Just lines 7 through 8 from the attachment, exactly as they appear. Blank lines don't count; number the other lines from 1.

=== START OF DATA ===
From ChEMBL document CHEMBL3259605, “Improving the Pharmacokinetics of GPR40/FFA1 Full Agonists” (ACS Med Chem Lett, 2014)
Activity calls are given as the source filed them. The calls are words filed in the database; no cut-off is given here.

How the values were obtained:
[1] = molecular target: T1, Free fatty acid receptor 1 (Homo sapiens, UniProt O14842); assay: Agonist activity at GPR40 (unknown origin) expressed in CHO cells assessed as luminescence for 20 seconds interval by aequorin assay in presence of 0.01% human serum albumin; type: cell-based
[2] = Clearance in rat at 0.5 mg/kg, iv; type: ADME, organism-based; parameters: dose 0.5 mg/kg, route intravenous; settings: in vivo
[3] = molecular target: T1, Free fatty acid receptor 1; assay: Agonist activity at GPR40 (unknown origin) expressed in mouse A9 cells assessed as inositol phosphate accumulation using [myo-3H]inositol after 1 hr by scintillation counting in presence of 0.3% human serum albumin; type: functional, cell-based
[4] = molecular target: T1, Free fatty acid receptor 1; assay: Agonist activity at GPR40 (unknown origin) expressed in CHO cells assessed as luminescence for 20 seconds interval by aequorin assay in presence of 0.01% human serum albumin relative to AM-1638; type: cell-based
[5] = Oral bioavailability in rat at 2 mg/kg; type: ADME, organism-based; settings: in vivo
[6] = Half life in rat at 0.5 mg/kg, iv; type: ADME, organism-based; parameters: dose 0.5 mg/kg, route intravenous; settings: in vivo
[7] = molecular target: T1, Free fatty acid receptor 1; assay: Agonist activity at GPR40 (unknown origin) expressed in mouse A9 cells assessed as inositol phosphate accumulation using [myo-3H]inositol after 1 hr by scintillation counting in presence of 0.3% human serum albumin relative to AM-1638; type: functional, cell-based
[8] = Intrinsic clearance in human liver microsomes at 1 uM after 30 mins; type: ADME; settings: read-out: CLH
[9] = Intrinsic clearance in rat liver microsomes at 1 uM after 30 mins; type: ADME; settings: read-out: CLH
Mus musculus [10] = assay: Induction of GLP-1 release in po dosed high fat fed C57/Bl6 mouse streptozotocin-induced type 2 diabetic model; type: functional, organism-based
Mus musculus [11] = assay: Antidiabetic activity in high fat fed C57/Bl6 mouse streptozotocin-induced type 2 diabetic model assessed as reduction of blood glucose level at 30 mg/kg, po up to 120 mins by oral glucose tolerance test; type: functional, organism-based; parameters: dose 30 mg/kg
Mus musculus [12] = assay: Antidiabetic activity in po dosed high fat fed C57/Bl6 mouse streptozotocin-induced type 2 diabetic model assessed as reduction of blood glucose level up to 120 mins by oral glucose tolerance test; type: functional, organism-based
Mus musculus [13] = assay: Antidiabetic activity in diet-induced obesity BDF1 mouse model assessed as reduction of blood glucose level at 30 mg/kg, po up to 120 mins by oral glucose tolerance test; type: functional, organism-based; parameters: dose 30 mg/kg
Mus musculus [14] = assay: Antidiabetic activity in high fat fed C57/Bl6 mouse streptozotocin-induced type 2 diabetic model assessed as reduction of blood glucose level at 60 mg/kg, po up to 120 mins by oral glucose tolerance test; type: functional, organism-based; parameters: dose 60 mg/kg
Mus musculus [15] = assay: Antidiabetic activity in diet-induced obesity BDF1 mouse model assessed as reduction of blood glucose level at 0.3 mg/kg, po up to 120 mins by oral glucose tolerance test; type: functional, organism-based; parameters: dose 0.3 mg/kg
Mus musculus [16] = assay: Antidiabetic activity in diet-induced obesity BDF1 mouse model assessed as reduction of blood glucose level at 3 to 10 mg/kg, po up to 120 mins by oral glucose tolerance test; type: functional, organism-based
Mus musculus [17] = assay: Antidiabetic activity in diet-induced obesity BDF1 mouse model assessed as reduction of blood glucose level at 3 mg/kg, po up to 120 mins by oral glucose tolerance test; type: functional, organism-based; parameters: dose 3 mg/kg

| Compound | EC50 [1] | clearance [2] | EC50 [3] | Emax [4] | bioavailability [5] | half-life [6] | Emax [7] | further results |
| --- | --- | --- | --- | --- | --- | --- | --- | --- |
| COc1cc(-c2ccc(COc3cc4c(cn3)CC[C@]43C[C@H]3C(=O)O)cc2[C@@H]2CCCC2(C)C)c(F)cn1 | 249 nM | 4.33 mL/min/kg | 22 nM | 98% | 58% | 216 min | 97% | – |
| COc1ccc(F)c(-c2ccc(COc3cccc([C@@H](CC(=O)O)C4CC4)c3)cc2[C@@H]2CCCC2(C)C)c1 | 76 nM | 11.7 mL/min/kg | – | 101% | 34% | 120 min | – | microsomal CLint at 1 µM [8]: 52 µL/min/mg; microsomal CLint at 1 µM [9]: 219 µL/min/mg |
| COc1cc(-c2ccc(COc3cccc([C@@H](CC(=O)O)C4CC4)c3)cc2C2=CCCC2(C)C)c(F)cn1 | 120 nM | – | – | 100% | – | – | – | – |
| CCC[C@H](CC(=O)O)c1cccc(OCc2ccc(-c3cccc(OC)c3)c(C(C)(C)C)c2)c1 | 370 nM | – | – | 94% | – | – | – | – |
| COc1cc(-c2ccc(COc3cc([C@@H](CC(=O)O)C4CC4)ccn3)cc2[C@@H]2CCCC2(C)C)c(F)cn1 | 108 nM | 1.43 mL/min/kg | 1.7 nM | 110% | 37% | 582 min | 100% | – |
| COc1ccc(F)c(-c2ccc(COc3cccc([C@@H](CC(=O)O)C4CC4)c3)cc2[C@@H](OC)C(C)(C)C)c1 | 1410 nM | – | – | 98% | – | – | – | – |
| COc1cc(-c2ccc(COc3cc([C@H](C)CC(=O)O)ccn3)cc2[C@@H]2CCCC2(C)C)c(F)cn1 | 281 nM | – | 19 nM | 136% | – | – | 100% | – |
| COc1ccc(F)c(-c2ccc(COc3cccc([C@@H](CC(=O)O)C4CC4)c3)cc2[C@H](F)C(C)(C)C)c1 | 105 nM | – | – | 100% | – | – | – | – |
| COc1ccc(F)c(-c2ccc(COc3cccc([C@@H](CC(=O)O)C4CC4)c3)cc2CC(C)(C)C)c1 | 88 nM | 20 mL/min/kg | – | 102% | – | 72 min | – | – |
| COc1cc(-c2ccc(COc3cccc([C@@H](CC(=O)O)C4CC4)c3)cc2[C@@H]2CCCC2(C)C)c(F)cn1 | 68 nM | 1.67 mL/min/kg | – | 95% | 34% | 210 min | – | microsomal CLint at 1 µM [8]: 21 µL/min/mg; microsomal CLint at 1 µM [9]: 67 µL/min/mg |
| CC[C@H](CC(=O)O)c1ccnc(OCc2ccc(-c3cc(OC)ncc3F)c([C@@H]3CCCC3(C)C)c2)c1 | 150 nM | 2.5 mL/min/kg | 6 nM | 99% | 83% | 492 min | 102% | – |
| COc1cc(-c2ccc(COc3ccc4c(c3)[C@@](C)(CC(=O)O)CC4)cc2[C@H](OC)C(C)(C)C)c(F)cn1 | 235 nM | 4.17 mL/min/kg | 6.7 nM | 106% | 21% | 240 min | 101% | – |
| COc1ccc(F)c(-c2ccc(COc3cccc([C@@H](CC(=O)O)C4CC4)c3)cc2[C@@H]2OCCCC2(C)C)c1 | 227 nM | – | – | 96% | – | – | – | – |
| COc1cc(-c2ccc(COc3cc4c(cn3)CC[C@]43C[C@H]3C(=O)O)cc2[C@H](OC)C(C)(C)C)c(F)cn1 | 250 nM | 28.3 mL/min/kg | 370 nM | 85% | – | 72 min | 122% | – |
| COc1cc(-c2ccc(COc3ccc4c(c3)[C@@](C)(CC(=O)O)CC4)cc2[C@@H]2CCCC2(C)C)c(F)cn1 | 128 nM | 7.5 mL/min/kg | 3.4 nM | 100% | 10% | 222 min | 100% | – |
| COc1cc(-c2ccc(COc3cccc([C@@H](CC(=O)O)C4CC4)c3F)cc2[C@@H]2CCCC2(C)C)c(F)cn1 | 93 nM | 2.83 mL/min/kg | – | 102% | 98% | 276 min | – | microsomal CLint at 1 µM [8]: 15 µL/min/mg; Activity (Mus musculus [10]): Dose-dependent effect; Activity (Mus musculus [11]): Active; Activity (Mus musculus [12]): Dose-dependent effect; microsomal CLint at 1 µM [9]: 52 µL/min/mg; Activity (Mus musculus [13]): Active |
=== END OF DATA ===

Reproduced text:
[4] = molecular target: T1, Free fatty acid receptor 1; assay: Agonist activity at GPR40 (unknown origin) expressed in CHO cells assessed as luminescence for 20 seconds interval by aequorin assay in presence of 0.01% human serum albumin relative to AM-1638; type: cell-based
[5] = Oral bioavailability in rat at 2 mg/kg; type: ADME, organism-based; settings: in vivo